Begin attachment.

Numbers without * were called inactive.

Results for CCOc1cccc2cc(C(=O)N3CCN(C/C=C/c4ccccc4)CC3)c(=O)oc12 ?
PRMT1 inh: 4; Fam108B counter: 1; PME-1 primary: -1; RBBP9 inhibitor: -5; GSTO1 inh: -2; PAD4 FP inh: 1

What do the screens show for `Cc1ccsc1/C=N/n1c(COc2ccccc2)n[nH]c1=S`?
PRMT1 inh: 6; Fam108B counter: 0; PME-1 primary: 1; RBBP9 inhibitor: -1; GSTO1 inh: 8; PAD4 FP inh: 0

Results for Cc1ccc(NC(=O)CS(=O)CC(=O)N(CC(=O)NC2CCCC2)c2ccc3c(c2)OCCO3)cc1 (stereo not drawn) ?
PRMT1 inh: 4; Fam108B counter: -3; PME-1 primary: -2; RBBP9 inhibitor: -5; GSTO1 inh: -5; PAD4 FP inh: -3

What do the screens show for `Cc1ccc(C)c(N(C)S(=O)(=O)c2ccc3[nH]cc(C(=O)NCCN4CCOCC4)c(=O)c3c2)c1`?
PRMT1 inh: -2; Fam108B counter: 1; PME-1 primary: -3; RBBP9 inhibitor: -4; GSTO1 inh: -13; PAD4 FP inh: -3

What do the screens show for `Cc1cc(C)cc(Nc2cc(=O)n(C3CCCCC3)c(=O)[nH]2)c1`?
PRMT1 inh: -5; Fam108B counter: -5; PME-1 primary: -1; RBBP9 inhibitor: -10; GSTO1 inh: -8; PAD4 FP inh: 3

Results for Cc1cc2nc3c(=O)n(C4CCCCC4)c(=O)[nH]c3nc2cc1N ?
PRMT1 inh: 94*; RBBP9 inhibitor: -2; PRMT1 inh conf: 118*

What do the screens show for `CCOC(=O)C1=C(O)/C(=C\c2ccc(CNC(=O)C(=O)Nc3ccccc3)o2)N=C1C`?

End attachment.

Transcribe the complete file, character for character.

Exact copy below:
Numbers without * were called inactive.

Results for CCOc1cccc2cc(C(=O)N3CCN(C/C=C/c4ccccc4)CC3)c(=O)oc12 ?
PRMT1 inh: 4; Fam108B counter: 1; PME-1 primary: -1; RBBP9 inhibitor: -5; GSTO1 inh: -2; PAD4 FP inh: 1

What do the screens show for `Cc1ccsc1/C=N/n1c(COc2ccccc2)n[nH]c1=S`?
PRMT1 inh: 6; Fam108B counter: 0; PME-1 primary: 1; RBBP9 inhibitor: -1; GSTO1 inh: 8; PAD4 FP inh: 0

Results for Cc1ccc(NC(=O)CS(=O)CC(=O)N(CC(=O)NC2CCCC2)c2ccc3c(c2)OCCO3)cc1 (stereo not drawn) ?
PRMT1 inh: 4; Fam108B counter: -3; PME-1 primary: -2; RBBP9 inhibitor: -5; GSTO1 inh: -5; PAD4 FP inh: -3

What do the screens show for `Cc1ccc(C)c(N(C)S(=O)(=O)c2ccc3[nH]cc(C(=O)NCCN4CCOCC4)c(=O)c3c2)c1`?
PRMT1 inh: -2; Fam108B counter: 1; PME-1 primary: -3; RBBP9 inhibitor: -4; GSTO1 inh: -13; PAD4 FP inh: -3

What do the screens show for `Cc1cc(C)cc(Nc2cc(=O)n(C3CCCCC3)c(=O)[nH]2)c1`?
PRMT1 inh: -5; Fam108B counter: -5; PME-1 primary: -1; RBBP9 inhibitor: -10; GSTO1 inh: -8; PAD4 FP inh: 3

Results for Cc1cc2nc3c(=O)n(C4CCCCC4)c(=O)[nH]c3nc2cc1N ?
PRMT1 inh: 94*; RBBP9 inhibitor: -2; PRMT1 inh conf: 118*

What do the screens show for `CCOC(=O)C1=C(O)/C(=C\c2ccc(CNC(=O)C(=O)Nc3ccccc3)o2)N=C1C`?